7. My landlord – our oven is significantly sub-pare and all it took was an email to him for him to come fix it. He didn’t even try to blame it on us. Thanks George – best landlord ever!

8. My roommates – I am a huge proponent of roommates in college. Heck, I always want to have a roommate. They’re always there to talk to you, they cook with you from time to time, and you learn so much about yourself just from living with them. You have to self monitor yourself as to not upset them. I have so much love for my roommates, especially now that our house has been Christmafyed (Friendsgiving was over okay….).


ROTC and Engineering at Purdue

Sometimes you’ll see us walking around on campus in our uniforms. Sometimes you’ll hear us chanting our running cadences in the early hours of the morning. Most people can recognize us from the way our hair is cut, how we walk, talk, and hold ourselves. It’s hard not to notice the 340+ ROTC cadets and midshipmen walking around campus…and if you were a male coming to Purdue between 1888 -1964, we’d be standing in formation together

ROTC stands for Reserve Officer Training Corp, and its ties to Purdue are almost as old as the university itself. What is now known as ROTC started as “The Corp” at Purdue in 1888, and up until 1964, all males were required to join. Purdue ROTC today is quite different that it was in 1888, but it continues to be one of the best college military training programs offered in the country.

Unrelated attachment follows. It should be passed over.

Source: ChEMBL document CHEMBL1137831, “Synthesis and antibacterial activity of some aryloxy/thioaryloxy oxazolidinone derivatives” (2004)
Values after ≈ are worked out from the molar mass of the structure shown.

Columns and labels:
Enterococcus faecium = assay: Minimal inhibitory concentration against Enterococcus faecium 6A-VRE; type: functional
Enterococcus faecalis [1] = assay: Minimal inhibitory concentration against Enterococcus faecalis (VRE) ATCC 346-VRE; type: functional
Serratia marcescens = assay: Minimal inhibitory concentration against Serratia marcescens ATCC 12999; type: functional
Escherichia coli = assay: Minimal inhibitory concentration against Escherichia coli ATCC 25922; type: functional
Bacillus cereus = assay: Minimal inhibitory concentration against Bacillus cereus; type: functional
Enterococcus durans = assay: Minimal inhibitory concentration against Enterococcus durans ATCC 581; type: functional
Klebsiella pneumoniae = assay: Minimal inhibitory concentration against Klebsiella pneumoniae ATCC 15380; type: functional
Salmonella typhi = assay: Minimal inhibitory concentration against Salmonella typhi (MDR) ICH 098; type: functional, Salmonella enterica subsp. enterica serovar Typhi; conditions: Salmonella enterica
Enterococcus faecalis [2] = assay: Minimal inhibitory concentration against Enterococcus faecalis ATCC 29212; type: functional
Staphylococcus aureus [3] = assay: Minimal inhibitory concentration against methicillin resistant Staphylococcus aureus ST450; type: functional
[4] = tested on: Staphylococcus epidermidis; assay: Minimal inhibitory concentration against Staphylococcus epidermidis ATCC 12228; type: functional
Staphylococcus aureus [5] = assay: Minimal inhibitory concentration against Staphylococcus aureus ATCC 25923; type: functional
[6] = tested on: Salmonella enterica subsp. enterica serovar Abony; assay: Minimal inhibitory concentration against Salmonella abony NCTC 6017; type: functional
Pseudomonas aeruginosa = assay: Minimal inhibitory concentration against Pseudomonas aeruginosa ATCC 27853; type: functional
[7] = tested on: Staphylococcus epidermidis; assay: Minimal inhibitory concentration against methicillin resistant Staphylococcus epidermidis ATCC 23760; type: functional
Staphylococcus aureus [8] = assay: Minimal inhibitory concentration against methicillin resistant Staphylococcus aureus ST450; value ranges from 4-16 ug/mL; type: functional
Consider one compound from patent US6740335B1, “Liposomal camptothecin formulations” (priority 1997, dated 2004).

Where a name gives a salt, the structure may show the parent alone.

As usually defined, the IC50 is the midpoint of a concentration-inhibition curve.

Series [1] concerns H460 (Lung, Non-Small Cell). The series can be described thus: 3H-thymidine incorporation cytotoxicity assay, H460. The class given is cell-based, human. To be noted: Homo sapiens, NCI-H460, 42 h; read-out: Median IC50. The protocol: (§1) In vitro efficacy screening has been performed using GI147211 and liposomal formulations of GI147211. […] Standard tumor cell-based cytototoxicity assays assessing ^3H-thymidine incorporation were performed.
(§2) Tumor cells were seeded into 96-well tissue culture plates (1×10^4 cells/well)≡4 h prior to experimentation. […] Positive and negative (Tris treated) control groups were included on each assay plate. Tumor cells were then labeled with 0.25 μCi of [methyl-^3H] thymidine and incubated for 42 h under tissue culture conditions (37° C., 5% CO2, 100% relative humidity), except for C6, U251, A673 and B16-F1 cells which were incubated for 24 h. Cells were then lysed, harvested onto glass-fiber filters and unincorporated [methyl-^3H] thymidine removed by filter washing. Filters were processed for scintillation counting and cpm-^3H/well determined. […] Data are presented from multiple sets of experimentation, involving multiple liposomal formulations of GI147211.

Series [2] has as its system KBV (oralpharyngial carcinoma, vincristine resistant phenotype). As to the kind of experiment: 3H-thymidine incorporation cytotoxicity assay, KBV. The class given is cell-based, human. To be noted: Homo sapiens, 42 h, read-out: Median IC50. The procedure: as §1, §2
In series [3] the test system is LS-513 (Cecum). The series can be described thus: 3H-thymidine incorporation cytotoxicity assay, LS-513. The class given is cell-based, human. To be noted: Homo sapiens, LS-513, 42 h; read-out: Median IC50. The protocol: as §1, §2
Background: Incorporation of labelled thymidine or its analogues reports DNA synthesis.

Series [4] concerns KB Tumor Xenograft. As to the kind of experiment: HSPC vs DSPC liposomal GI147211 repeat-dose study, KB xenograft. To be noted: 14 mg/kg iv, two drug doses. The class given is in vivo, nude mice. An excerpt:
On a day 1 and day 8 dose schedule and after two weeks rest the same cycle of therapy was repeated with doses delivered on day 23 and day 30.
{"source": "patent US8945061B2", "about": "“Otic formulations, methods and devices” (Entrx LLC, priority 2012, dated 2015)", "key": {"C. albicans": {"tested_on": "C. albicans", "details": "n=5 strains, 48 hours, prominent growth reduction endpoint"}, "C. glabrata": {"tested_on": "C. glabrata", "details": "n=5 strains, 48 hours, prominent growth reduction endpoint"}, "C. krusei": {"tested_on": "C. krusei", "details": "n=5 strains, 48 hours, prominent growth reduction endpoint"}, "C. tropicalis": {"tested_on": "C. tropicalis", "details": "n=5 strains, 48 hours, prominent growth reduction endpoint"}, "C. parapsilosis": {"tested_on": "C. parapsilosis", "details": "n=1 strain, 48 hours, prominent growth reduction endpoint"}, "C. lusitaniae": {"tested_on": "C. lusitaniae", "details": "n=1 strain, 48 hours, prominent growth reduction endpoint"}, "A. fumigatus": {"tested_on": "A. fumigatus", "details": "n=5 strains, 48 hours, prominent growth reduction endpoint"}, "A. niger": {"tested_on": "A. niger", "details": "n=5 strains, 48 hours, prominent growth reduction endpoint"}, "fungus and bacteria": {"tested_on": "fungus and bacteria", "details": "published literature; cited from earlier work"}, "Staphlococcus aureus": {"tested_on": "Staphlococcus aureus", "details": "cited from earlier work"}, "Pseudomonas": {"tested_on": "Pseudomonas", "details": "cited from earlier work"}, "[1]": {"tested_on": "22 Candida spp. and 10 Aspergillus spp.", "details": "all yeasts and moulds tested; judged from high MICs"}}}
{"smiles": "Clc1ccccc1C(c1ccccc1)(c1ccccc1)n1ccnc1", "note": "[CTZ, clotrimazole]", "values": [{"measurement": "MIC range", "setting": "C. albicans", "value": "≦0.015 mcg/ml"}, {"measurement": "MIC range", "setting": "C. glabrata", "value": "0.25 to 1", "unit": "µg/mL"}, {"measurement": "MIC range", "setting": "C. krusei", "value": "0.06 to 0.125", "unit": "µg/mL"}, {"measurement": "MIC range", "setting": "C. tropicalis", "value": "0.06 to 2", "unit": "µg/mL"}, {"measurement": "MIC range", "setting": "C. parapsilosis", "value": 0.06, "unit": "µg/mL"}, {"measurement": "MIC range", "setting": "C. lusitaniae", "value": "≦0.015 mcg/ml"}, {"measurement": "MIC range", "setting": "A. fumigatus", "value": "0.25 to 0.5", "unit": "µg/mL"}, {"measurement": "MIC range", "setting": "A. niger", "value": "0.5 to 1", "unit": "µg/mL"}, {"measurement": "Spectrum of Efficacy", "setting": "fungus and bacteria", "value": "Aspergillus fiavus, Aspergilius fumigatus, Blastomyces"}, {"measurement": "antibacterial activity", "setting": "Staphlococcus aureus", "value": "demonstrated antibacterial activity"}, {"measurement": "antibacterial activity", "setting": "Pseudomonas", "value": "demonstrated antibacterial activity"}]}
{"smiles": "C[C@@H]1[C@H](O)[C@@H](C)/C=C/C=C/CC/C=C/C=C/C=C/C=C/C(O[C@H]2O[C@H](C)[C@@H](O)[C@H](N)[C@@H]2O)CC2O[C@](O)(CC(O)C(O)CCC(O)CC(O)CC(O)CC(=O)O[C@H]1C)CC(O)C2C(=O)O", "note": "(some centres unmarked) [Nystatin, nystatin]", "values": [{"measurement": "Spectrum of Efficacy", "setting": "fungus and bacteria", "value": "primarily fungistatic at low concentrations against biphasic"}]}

Here’s how it works: you go to college whilst simultaneously receiving military training for four years through one of the four services – Army, Navy, Marines, Air Force (for the military buffs out there…yes, I know that Navy and Marines are the same branch, but good luck getting a Marine to admit that). You are both college student and a military officer in training. When you graduate Purdue, you’ll also commission as an officer in one of those branches. In exchange for the military helping you out with college expenses through scholarships, living stipends, and/or tuition assistance, you owe that branch anywhere from four to ten years active duty service. Not a bad deal, but of course after four years of Air Force ROTC myself, you can imagine I am rather biased at this point.

Purdue has one of the best Army, Navy, and Air Force ROTC programs in the nation (see my previous statement). Couple that with one of the best engineering schools in the country, and you’ve got a pretty formidable combination. Over half of the 340 Purdue ROTC cadets and midshipmen I mentioned before are engineering students, myself included.

Now, it’s no secret that Purdue’s engineering curriculum can be quite rigorous. Add to that physical training three times a week before the sun is up, an academic course one to two times a week, a two-hour Leadership Lab once a week, and various ROTC-related extracurriculars, and you’ve got one heck of a schedule. Welcome to the life of a Purdue ROTC engineering student.